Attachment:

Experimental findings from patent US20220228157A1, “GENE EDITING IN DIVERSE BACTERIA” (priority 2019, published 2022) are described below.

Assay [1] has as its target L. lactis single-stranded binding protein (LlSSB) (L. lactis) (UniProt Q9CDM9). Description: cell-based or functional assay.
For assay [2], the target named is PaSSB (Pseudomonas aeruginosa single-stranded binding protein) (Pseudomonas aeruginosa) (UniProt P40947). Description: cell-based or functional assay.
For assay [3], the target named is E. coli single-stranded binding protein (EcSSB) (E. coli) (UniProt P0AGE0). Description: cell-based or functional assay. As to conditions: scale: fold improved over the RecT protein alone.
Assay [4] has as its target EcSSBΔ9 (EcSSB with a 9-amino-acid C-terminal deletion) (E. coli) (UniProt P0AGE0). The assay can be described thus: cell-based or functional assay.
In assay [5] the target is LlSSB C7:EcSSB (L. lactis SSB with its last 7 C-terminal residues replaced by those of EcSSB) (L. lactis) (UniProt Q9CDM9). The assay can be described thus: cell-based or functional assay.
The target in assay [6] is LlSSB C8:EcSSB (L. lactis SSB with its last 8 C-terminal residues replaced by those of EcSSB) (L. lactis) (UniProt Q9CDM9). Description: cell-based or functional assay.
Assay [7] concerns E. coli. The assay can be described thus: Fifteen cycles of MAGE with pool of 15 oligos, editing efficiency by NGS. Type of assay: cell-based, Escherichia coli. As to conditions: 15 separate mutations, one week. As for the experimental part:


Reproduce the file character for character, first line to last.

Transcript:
Experimental findings from patent US20220228157A1, “GENE EDITING IN DIVERSE BACTERIA” (priority 2019, published 2022) are described below.

Assay [1] has as its target L. lactis single-stranded binding protein (LlSSB) (L. lactis) (UniProt Q9CDM9). Description: cell-based or functional assay.
For assay [2], the target named is PaSSB (Pseudomonas aeruginosa single-stranded binding protein) (Pseudomonas aeruginosa) (UniProt P40947). Description: cell-based or functional assay.
For assay [3], the target named is E. coli single-stranded binding protein (EcSSB) (E. coli) (UniProt P0AGE0). Description: cell-based or functional assay. As to conditions: scale: fold improved over the RecT protein alone.
Assay [4] has as its target EcSSBΔ9 (EcSSB with a 9-amino-acid C-terminal deletion) (E. coli) (UniProt P0AGE0). The assay can be described thus: cell-based or functional assay.
In assay [5] the target is LlSSB C7:EcSSB (L. lactis SSB with its last 7 C-terminal residues replaced by those of EcSSB) (L. lactis) (UniProt Q9CDM9). The assay can be described thus: cell-based or functional assay.
The target in assay [6] is LlSSB C8:EcSSB (L. lactis SSB with its last 8 C-terminal residues replaced by those of EcSSB) (L. lactis) (UniProt Q9CDM9). Description: cell-based or functional assay.
Assay [7] concerns E. coli. The assay can be described thus: Fifteen cycles of MAGE with pool of 15 oligos, editing efficiency by NGS. Type of assay: cell-based, Escherichia coli. As to conditions: 15 separate mutations, one week. As for the experimental part: